McKinley Talks Flood Insurance with the Chronicle
According to United States Congressman David McKinley (R-W.Va.), the climate in Washington, D.C. is not as dysfunctional as one might believe.
McKinley met with the Wetzel Chronicle on Wednesday, July 5 after he had held a roundtable discussion with constituents regarding reforms to the National Flood Insurance Program.
Reforming the 2012 flood insurance bill is just one of several tasks ahead of McKinley and fellow lawmakers. McKinley speaks with optimism, in that these tasks will get accomplished, by Democrats and Republicans, working together.
“I should’ve brought this book in,” he said, when asked about the current climate in Washington, D.C.
“The book was called ‘The Founding Conservative,’ and it’s an interesting book. I think the author’s intent… he tries to point out that things weren’t all peaches and cream. If we think it’s been difficult now, we should go back to what it was like. They used to beat eachother with canes! There were fist fights, and sword fights. There has always been tension.”
“I don’t know how we will ever make it work so it’s seamless, but let’s make sure people understand that there is a lot more communication going on,” McKinley said. noting that what we see portrayed on television news, might not exactly be what happened.
McKinley noted that much more has been accomplished than what the public is aware. One of the accomplishments is work toward healthcare reform.
“Do people think that Obamacare is working?” McKinley asked.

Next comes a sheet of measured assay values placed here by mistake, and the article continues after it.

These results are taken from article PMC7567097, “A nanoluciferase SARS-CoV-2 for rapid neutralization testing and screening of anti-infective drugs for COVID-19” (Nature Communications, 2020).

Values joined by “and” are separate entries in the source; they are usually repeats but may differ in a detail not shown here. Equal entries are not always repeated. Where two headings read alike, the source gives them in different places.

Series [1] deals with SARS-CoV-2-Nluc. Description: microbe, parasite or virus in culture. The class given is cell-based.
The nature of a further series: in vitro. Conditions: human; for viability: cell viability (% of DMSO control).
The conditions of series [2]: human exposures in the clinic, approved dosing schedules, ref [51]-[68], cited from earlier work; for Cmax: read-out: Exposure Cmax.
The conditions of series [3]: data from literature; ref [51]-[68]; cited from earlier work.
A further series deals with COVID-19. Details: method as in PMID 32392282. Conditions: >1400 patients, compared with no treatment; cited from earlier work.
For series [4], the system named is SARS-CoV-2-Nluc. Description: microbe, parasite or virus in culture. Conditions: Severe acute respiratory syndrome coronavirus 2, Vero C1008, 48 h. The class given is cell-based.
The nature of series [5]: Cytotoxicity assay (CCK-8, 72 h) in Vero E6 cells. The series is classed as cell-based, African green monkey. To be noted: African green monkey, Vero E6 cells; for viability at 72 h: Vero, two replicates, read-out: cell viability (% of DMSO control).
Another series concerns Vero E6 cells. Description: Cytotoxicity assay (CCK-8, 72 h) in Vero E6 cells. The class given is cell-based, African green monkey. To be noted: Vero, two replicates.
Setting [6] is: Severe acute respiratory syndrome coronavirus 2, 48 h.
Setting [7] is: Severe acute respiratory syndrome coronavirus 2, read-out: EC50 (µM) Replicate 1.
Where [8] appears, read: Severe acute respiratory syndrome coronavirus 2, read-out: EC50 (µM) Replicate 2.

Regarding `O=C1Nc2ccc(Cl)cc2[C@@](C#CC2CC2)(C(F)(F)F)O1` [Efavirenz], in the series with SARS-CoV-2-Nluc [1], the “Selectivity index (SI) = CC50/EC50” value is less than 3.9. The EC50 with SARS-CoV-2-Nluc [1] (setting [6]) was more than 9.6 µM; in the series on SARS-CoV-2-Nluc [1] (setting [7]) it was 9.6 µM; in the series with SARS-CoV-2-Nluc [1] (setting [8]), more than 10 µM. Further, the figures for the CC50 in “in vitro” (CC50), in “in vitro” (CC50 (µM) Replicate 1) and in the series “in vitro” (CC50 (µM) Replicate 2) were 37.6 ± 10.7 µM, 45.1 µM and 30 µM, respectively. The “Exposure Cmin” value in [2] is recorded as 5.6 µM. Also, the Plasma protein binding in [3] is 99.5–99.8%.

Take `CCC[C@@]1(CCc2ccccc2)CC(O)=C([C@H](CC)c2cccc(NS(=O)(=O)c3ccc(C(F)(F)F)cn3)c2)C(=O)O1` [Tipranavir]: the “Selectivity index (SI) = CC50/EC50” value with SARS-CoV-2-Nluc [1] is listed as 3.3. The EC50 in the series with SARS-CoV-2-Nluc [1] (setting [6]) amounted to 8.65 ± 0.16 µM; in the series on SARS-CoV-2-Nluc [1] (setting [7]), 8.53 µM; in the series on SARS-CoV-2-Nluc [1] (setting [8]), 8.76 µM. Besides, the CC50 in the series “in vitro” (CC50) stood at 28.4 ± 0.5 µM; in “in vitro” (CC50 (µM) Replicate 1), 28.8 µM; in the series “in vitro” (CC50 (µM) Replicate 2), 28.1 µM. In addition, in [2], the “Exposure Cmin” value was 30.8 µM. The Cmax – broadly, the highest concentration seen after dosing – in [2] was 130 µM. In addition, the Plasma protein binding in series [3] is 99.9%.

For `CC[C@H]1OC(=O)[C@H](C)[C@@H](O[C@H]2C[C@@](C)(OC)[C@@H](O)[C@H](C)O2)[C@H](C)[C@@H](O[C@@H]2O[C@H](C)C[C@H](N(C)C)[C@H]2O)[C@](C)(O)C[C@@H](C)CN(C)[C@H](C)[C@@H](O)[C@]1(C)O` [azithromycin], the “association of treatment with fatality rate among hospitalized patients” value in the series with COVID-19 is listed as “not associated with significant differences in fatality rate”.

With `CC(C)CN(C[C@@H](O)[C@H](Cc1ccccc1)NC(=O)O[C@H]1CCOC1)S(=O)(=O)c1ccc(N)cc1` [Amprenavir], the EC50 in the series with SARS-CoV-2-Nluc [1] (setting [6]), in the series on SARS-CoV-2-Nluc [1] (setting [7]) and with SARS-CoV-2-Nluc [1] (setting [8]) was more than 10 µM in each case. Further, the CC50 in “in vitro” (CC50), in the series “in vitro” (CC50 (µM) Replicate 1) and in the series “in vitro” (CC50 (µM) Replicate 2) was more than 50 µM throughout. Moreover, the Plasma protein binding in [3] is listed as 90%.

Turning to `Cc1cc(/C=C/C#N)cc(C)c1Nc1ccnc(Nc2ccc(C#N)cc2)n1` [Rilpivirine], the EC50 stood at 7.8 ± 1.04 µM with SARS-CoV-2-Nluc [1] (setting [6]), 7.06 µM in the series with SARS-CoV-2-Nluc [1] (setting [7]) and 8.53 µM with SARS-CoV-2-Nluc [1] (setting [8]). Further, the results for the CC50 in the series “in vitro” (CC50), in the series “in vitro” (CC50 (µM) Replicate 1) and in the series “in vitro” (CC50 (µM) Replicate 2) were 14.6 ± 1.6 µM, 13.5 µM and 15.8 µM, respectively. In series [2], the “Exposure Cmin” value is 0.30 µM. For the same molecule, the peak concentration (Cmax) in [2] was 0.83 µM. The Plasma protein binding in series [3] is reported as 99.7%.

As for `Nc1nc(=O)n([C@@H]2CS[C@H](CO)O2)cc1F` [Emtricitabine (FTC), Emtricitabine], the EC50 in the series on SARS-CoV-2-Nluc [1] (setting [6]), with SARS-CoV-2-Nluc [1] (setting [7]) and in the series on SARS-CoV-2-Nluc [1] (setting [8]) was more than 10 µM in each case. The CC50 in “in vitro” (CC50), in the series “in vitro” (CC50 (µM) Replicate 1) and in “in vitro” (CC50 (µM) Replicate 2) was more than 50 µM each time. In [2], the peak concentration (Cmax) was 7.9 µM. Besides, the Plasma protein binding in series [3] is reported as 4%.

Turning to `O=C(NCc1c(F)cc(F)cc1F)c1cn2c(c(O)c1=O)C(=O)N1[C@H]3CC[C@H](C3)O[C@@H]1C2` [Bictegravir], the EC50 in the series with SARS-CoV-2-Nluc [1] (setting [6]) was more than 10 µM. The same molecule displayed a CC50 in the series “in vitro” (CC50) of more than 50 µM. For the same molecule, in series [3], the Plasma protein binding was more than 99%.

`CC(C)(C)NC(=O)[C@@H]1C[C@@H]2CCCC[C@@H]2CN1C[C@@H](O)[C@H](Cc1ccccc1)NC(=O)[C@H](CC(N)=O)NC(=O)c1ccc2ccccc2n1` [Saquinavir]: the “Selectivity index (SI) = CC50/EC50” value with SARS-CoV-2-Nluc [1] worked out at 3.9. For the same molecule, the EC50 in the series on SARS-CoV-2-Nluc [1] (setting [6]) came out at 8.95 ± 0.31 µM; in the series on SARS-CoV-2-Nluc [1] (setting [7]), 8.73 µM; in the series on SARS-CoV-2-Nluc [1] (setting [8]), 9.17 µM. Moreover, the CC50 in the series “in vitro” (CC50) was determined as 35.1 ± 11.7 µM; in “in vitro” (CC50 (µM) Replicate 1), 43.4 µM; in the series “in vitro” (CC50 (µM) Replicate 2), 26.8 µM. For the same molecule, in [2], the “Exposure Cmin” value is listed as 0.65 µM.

He noted, “I know it’s helped a lot of people, no question about it, but when you have premiums and deductibles increasing the way they are, something is not working.”
“Doctors are opting out of Medicare and Medicaid… there is something wrong with this program. It’s not working very well.”
McKinley noted that when the Affordable Healthcare Act was adopted, “It had such great promise.”
“If I had been in Congress eight or nine years ago, I’d have to really think twice how I would’ve voted.”
“Look at how they portrayed it. You get to keep your insurance. Your premiums will drop. You can keep your doctor, and 30 million people out there that don’t have insurance… we will cover them too. Everyone will be covered.”
“I spent 28 years on a hospital board, and we spent millions of dollars in uncompensated healthcare. For, all at once, someone to say we won’t lose $7, $8, or $10 million dollars a year… My premiums will go down, and I’ll keep my insurance? You’ve got my attention!”
“That’s not what is happening,” McKinley said. “It’s collapsing.”
“We don’t have competition. Out of the 3,100-and-some counties, about 1,000 of the counties have one provider. Some have none. No one is offering coverage in communities. We know it is collapsing. What do we do about it?”
McKinley asked that people “be patient with us.”
“The House of Representatives has passed a version that we think will lower premiums. We’ve sent it over to the Senate, and they are dealing with it. Hopefully they will work something out. Once it gets worked out, then it will go to a conference committee.”
“Is it perfect? I don’t know. If there is more information, let’s work on it. We will have this process worked out.”
“Under the healthcare now, 93 percent of people who get their healthcare is not through Obamacare,” McKinley said. “It’s seven percent, and those seven percent represent about 14 million people. The cost of… the insurance companies have said to us, and hospitals… they are saying the cost to provide health insurance to these individuals has been so much higher than what they were expecting that they are having to subsidize the exchanges… By subsidizing, our insurance in the private sector… The cost is shifting back to us, because we are paying more than what we should.”